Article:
Hadley farmer says President Donald Trump’s immigration crackdown having chilling effect on Western Mass. farms

MassLive, April 11, 2017, By Diane Lederman


HADLEY – Hadley farmer Wally Czajkowski still isn’t sure if there will be enough laborers this year but he was pleased with the turnout Saturday at his Plainville Farm to talk about how President Donald Trump’s immigration policies are affecting Western Mass. farmers.

Czajkowski, like other farmers, are worried they won’t have enough employees to do all the work for the upcoming season. Having immigrant laborers is “absolutely crucial,” he has said, adding he couldn’t possibly hire enough workers to replace them.

Trump’s immigration talk and recent U.S. Department of Homeland Security Immigration and Customs Enforcement raids are scaring people, even those with papers, he said.

In fact, while 75 to 100 turned out to his Plainville Farm for a meeting, others were afraid to come, he said.

“They were afraid of being targeted. I think it’s thinks terrible when you’re afraid to speak your mind. They didn’t want to draw attention to themselves, they’re so afraid Immigration and Customs Enforcement could target them even though they have only documented workers,” he said of other farms in the area.

Congressman Jim McGovern, D- Worcester, was at the event and farmers and business owners talked about strategy and how to lobby congressional leaders. State Rep. John W. Scibak, D-South Hadley, also attended, Czajkowski said.

With the meeting, Czajkowski said “if the only thing (that came from it) is getting a lot of people to write letters, it was worth it.”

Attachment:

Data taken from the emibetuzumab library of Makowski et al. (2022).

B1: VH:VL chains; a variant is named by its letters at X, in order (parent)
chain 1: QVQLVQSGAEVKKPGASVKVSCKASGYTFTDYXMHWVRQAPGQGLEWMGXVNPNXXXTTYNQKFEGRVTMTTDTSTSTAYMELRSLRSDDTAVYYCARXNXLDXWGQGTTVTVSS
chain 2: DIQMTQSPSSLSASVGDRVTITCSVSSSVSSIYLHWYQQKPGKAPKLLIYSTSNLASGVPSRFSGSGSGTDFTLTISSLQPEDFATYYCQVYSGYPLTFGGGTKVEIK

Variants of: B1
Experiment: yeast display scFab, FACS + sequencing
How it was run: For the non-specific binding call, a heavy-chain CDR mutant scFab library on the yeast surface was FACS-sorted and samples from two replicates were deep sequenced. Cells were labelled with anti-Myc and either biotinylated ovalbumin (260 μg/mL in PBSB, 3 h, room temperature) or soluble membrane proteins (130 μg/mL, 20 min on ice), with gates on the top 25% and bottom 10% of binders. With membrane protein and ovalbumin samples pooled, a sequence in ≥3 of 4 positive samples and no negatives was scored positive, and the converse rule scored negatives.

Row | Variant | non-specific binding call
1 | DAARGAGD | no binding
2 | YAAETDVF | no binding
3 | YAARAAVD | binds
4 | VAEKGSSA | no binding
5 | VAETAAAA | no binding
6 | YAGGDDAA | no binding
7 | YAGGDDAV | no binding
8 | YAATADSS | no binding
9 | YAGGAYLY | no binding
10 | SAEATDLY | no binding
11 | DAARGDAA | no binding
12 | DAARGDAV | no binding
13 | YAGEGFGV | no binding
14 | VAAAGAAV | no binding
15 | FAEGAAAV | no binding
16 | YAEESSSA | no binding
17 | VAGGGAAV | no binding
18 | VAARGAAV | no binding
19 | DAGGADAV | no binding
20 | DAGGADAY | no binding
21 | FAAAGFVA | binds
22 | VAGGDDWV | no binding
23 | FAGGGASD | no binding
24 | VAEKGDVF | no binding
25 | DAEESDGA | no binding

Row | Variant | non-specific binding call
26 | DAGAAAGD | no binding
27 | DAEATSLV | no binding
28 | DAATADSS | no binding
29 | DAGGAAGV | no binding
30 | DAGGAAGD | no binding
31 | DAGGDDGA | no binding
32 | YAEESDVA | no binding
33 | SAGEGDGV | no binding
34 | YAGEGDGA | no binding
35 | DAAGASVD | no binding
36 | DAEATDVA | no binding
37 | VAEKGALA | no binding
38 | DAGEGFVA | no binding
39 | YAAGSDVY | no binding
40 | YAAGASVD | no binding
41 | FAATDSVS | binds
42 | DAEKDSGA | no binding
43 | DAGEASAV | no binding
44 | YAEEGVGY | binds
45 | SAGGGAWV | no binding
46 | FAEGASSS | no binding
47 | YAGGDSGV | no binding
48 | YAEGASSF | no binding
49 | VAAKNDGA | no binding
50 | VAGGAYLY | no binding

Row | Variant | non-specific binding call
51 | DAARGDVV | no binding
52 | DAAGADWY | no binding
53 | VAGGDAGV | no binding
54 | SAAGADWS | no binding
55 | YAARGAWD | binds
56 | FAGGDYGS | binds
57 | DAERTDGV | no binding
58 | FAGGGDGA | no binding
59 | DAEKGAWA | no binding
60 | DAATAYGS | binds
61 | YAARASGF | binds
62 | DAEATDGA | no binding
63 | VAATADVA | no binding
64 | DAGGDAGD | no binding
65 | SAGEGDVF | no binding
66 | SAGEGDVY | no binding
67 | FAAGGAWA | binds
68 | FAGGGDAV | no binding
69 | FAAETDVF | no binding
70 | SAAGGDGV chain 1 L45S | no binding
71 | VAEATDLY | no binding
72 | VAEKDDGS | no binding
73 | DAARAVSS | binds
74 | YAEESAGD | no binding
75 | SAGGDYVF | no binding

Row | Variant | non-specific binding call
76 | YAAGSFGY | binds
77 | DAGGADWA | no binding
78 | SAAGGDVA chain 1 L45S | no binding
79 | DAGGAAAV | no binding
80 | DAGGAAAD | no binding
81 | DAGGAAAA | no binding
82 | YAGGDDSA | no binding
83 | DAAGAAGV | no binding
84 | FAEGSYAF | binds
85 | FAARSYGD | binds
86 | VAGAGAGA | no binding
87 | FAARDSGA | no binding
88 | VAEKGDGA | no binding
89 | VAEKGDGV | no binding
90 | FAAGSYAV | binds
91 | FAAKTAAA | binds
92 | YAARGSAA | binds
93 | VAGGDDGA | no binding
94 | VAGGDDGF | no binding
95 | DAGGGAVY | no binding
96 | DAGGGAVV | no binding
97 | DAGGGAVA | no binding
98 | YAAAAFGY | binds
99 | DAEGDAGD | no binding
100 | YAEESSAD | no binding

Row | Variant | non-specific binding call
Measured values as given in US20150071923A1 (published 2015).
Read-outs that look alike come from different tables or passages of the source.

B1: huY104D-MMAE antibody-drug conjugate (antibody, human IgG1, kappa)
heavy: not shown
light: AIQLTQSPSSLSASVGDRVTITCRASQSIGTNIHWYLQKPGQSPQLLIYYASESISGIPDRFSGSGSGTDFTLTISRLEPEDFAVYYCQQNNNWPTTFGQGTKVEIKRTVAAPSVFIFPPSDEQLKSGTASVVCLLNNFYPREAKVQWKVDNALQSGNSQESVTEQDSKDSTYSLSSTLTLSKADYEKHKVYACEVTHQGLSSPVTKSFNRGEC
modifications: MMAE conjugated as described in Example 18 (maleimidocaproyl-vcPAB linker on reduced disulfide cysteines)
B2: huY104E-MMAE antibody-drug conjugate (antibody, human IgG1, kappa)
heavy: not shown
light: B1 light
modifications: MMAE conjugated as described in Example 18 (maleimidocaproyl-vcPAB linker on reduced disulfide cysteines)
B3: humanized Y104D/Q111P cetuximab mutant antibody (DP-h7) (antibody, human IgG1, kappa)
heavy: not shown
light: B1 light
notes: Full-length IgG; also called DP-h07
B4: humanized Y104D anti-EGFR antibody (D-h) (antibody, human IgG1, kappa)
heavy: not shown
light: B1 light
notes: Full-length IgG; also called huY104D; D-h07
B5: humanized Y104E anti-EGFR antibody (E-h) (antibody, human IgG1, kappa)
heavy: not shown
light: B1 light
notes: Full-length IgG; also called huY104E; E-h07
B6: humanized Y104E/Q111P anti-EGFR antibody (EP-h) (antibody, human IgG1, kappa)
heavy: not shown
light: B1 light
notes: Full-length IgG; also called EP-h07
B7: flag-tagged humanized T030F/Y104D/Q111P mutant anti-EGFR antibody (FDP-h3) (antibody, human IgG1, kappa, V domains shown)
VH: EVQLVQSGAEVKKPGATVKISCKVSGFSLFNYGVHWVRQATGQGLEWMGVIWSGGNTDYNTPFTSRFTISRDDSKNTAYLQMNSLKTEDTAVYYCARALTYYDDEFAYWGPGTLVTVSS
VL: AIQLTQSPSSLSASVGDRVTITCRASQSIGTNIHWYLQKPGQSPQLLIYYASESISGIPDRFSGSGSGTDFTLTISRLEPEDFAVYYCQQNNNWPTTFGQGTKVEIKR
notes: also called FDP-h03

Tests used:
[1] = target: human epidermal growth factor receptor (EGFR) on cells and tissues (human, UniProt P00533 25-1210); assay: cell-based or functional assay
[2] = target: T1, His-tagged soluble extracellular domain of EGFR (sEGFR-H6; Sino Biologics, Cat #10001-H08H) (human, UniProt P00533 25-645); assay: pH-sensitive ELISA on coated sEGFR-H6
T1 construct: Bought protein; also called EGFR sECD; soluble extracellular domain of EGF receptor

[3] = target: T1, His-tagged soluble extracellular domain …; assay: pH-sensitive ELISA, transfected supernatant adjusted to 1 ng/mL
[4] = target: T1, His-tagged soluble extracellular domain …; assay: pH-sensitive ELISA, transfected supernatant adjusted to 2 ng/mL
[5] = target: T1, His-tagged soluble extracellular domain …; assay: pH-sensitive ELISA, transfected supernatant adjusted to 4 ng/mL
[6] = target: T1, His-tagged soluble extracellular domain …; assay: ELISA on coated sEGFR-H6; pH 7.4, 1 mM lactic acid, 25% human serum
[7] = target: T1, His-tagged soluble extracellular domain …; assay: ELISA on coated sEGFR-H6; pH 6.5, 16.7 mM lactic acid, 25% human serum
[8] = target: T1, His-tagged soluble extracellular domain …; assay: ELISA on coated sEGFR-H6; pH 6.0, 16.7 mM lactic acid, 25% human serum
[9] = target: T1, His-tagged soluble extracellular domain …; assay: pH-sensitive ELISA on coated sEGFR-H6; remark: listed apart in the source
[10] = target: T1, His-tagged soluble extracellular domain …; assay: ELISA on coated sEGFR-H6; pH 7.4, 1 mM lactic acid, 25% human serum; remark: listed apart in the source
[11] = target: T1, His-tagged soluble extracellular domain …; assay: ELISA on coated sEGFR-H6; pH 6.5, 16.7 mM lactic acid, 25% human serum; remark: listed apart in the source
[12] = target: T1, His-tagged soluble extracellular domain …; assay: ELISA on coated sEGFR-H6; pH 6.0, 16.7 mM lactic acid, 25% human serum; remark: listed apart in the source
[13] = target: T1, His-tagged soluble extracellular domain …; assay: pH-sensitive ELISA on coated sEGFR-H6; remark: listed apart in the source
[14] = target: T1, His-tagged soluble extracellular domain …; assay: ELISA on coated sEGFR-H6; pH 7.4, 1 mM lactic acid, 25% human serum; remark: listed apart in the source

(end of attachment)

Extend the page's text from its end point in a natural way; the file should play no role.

Farmers aren’t politicians and he said they need to join together. “It takes a bunch of people. I hope people talk to their friends. We need immigration (reform,)” he said.

Saturday “was a beautiful day and everyone had a lot of work they should be doing. (Coming to the meeting) means they really care,” he said.

“There’s a real labor shortage,” he said. Unemployment in Massachusetts has dipped and he said many restaurants and businesses are also hiring.

He said if ICE doesn’t raid area farms, “that will be a huge help.” And he reiterated “most employees are legal.”
Contending it’s unconstitutional for President Donald Trump to cut federal funding from cities that don’t arrest or detain immigrants living in the U.S. illegally, Massachusetts Democrats and members of the state’s American Civil Liberties Union chapter pledged this week to fight back against such efforts.

The U.S. Department of Labor reports that nationally, 71 percent of all farm workers in the country are foreign-born, and 48 percent are undocumented, based on crop workers surveyed between 2007 and 2009.

But only 4 percent of undocumented immigrants are farm workers, while 32 percent of all undocumented immigrants work in the service industry, and 16 percent work in construction, according to a press release.